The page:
Shyne one of oldest members of mentoring program
Marquez Shyne, a member of Project Reclaim, will be receiving a $3,000 scholarship through the United Negro College Fund in his upcoming semester at Wiley College.
“I’m, one of the oldest members of Project Reclaim. I came in the Summer of 2013. Mr. [Ron] Anderson saw me playing outside of my house and he came over there. He asked my mom how old her son was and he said ‘I see some potential in him’,” Shyne reminisced.
Shyne says after his first Project Reclaim meeting, he felt an overflow of love from the members, leadership, and the founder, Ron Anderson.
“Mr. Anderson is really a role model to me. I see what he deals with and it really inspired me to do a lot of things. Right now in my major, he teaches people, and he inspired me to want to become a teacher,” Shyne said.
Shyne said it was not an easy path. He went through a period of not knowing where he would live and attempted suicide during his high school years.
“I had suicidal thoughts at 13 and 14 years old. I even tried to kill myself in class but because God brought Mr. Anderson to my life, it always stuck with me that he said he saw potential in me. Throughout my high school years, I had a lot of struggling times with that and living place to place from March to December of my Junior year,” Shyne explained.
Anderson stuck by Shyne through the low times and Shyne pulled through.
I reached my senior year, and Mr. Anderson was still there throughout everything and and throughout my senior year, if I had fees or anything, he would help me. Even when I was doing great in school, he would say, “Well Mr Shyne, I’m not surprised.” That really cheered me up. It gives me joy on the inside to know that someone was there,” Shyne said.
Two weeks after graduating high school, Shyne went directly to Wiley College, beginning his studies in June. Shyne will be a sophomore in January after taking on a load of 9 courses in the Fall semester. He was one of two students at the college chosen to receive the $3000 scholarship.
Shyne had forgotten he even applied for the scholarship until he visited the financial aid office and found he had been chosen.
“Being far away in Texas, and I live here, it is really hard – but I did what Mr. Anderson wanted me to do. He wanted me to go to college. He didn’t want to see me out here in the streets,” Shyne said.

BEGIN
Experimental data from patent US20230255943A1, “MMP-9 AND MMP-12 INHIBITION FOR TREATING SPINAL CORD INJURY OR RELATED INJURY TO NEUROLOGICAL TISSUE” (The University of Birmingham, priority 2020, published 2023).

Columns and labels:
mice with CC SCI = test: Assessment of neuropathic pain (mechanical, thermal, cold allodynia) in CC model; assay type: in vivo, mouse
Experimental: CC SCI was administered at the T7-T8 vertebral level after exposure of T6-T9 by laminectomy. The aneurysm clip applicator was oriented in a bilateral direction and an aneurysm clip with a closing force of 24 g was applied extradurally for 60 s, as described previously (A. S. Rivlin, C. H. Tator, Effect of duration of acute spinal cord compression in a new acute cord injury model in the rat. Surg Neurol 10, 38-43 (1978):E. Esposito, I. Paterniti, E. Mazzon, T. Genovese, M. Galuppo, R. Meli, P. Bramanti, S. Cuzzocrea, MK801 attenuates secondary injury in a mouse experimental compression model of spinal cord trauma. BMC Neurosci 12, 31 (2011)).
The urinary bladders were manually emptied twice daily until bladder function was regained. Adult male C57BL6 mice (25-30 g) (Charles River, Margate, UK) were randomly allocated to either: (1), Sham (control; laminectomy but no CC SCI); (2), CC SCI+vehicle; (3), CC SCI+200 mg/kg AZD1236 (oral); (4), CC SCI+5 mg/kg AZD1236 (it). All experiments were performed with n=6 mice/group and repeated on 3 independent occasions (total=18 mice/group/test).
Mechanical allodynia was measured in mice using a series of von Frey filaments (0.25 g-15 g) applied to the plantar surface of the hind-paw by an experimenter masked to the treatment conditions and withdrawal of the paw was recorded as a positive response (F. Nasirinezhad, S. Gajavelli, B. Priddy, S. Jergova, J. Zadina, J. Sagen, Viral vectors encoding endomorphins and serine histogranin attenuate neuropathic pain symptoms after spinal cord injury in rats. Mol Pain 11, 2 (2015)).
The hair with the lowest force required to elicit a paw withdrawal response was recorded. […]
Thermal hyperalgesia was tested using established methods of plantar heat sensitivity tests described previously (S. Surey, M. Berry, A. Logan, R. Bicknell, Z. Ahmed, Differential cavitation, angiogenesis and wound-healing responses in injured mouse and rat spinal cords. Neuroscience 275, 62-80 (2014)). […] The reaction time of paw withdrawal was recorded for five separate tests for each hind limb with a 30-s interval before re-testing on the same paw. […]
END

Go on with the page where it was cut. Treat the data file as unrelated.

Shyne credits his success to Project Reclaim. He says the patience he was shown has taught him how to be patient with young people which inspired him to pursue teaching as a career goal.
“If you’re going to be a teacher you have to have patience with people. Even on days when they weren’t my best days, I still came to Project Reclaim with a smile on my face. There was never really a bad day with Project Reclaim because if I come there mad, I’m going to end up leaving happy. Just to know you’re going to learn something new everyday,” Shyne said.
Shyne says he tries to talk with other young people he knows about creating goals beyond being rappers. He says he was having a conversation with a group of young people since he’s been home over Christmas break.
“I tell them, you do know that you can make a lot more money if you go to college and you continue your education? Some kids just don’t get this. I didn’t get this until Mr. Anderson brought me here,” Shyne said.
Shyne, who was born and raised in Minden, is hoping to return home to teach after he finishes his matriculation at Wiley.
“Mr. Anderson came into my life and helped me get my life on track. I want to be like one of those teachers that wants to help the student get on track. It all starts in young life and elementary. If it’s the Lord’s will I would like to come back home and be a teacher here,” Shyne said.